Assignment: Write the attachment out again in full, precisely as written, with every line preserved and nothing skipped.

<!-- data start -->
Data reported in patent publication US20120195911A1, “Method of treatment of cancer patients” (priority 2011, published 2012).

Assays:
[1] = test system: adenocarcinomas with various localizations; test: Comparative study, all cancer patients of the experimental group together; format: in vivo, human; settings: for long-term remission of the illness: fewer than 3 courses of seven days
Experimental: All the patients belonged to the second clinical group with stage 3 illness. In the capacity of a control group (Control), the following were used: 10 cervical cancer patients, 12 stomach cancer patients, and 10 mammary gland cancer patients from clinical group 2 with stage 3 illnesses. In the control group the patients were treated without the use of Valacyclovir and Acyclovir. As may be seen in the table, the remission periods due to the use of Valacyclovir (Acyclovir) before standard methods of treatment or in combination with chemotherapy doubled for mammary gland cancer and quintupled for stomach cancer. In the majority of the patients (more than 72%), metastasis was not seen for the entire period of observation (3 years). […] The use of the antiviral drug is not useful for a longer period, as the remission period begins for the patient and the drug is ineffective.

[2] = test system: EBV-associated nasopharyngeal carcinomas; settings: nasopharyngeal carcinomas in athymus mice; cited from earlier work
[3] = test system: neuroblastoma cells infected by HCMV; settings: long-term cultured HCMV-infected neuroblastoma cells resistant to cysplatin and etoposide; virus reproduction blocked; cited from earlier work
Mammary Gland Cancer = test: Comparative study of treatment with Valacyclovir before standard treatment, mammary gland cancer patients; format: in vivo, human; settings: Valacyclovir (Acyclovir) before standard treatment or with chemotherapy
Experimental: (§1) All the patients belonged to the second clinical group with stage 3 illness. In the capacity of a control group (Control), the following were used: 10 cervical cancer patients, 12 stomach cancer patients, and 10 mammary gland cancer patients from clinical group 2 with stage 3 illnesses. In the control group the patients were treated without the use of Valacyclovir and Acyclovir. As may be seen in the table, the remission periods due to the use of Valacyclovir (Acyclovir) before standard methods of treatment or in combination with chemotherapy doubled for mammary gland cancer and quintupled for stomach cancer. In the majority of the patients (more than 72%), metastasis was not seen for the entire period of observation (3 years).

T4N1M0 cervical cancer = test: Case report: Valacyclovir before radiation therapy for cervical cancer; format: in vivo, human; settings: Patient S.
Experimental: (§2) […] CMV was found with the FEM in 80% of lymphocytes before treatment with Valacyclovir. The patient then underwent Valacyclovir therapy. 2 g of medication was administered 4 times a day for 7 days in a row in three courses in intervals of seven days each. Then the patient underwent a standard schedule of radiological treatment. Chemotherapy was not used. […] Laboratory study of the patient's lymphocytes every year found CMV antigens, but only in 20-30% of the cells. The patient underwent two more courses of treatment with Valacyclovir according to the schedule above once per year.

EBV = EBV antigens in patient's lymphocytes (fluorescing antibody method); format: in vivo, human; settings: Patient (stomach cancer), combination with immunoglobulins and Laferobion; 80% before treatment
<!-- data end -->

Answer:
Data reported in patent publication US20120195911A1, “Method of treatment of cancer patients” (priority 2011, published 2012).

Assays:
[1] = test system: adenocarcinomas with various localizations; test: Comparative study, all cancer patients of the experimental group together; format: in vivo, human; settings: for long-term remission of the illness: fewer than 3 courses of seven days
Experimental: All the patients belonged to the second clinical group with stage 3 illness. In the capacity of a control group (Control), the following were used: 10 cervical cancer patients, 12 stomach cancer patients, and 10 mammary gland cancer patients from clinical group 2 with stage 3 illnesses. In the control group the patients were treated without the use of Valacyclovir and Acyclovir. As may be seen in the table, the remission periods due to the use of Valacyclovir (Acyclovir) before standard methods of treatment or in combination with chemotherapy doubled for mammary gland cancer and quintupled for stomach cancer. In the majority of the patients (more than 72%), metastasis was not seen for the entire period of observation (3 years). […] The use of the antiviral drug is not useful for a longer period, as the remission period begins for the patient and the drug is ineffective.

[2] = test system: EBV-associated nasopharyngeal carcinomas; settings: nasopharyngeal carcinomas in athymus mice; cited from earlier work
[3] = test system: neuroblastoma cells infected by HCMV; settings: long-term cultured HCMV-infected neuroblastoma cells resistant to cysplatin and etoposide; virus reproduction blocked; cited from earlier work
Mammary Gland Cancer = test: Comparative study of treatment with Valacyclovir before standard treatment, mammary gland cancer patients; format: in vivo, human; settings: Valacyclovir (Acyclovir) before standard treatment or with chemotherapy
Experimental: (§1) All the patients belonged to the second clinical group with stage 3 illness. In the capacity of a control group (Control), the following were used: 10 cervical cancer patients, 12 stomach cancer patients, and 10 mammary gland cancer patients from clinical group 2 with stage 3 illnesses. In the control group the patients were treated without the use of Valacyclovir and Acyclovir. As may be seen in the table, the remission periods due to the use of Valacyclovir (Acyclovir) before standard methods of treatment or in combination with chemotherapy doubled for mammary gland cancer and quintupled for stomach cancer. In the majority of the patients (more than 72%), metastasis was not seen for the entire period of observation (3 years).

T4N1M0 cervical cancer = test: Case report: Valacyclovir before radiation therapy for cervical cancer; format: in vivo, human; settings: Patient S.
Experimental: (§2) […] CMV was found with the FEM in 80% of lymphocytes before treatment with Valacyclovir. The patient then underwent Valacyclovir therapy. 2 g of medication was administered 4 times a day for 7 days in a row in three courses in intervals of seven days each. Then the patient underwent a standard schedule of radiological treatment. Chemotherapy was not used. […] Laboratory study of the patient's lymphocytes every year found CMV antigens, but only in 20-30% of the cells. The patient underwent two more courses of treatment with Valacyclovir according to the schedule above once per year.

EBV = EBV antigens in patient's lymphocytes (fluorescing antibody method); format: in vivo, human; settings: Patient (stomach cancer), combination with immunoglobulins and Laferobion; 80% before treatment